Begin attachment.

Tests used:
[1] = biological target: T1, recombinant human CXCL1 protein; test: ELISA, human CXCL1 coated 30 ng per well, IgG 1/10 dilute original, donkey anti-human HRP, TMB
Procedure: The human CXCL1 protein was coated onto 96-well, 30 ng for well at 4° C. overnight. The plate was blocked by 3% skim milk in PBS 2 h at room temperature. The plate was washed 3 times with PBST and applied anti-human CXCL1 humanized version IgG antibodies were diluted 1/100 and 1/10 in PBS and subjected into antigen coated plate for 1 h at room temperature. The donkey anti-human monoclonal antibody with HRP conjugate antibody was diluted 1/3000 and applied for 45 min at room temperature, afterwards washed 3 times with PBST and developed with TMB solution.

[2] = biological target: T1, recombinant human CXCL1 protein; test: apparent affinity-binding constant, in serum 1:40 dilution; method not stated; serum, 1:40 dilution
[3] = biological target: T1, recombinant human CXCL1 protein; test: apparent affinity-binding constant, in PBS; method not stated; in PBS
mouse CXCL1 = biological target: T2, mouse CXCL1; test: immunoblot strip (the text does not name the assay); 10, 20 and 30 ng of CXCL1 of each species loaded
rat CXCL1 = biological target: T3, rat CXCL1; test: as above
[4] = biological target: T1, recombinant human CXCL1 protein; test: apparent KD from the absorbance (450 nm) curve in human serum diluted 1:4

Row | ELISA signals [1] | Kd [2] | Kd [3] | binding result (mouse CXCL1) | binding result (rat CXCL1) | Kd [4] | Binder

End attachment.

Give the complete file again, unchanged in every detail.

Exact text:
Tests used:
[1] = biological target: T1, recombinant human CXCL1 protein; test: ELISA, human CXCL1 coated 30 ng per well, IgG 1/10 dilute original, donkey anti-human HRP, TMB
Procedure: The human CXCL1 protein was coated onto 96-well, 30 ng for well at 4° C. overnight. The plate was blocked by 3% skim milk in PBS 2 h at room temperature. The plate was washed 3 times with PBST and applied anti-human CXCL1 humanized version IgG antibodies were diluted 1/100 and 1/10 in PBS and subjected into antigen coated plate for 1 h at room temperature. The donkey anti-human monoclonal antibody with HRP conjugate antibody was diluted 1/3000 and applied for 45 min at room temperature, afterwards washed 3 times with PBST and developed with TMB solution.

[2] = biological target: T1, recombinant human CXCL1 protein; test: apparent affinity-binding constant, in serum 1:40 dilution; method not stated; serum, 1:40 dilution
[3] = biological target: T1, recombinant human CXCL1 protein; test: apparent affinity-binding constant, in PBS; method not stated; in PBS
mouse CXCL1 = biological target: T2, mouse CXCL1; test: immunoblot strip (the text does not name the assay); 10, 20 and 30 ng of CXCL1 of each species loaded
rat CXCL1 = biological target: T3, rat CXCL1; test: as above
[4] = biological target: T1, recombinant human CXCL1 protein; test: apparent KD from the absorbance (450 nm) curve in human serum diluted 1:4

Row | ELISA signals [1] | Kd [2] | Kd [3] | binding result (mouse CXCL1) | binding result (rat CXCL1) | Kd [4] | Binder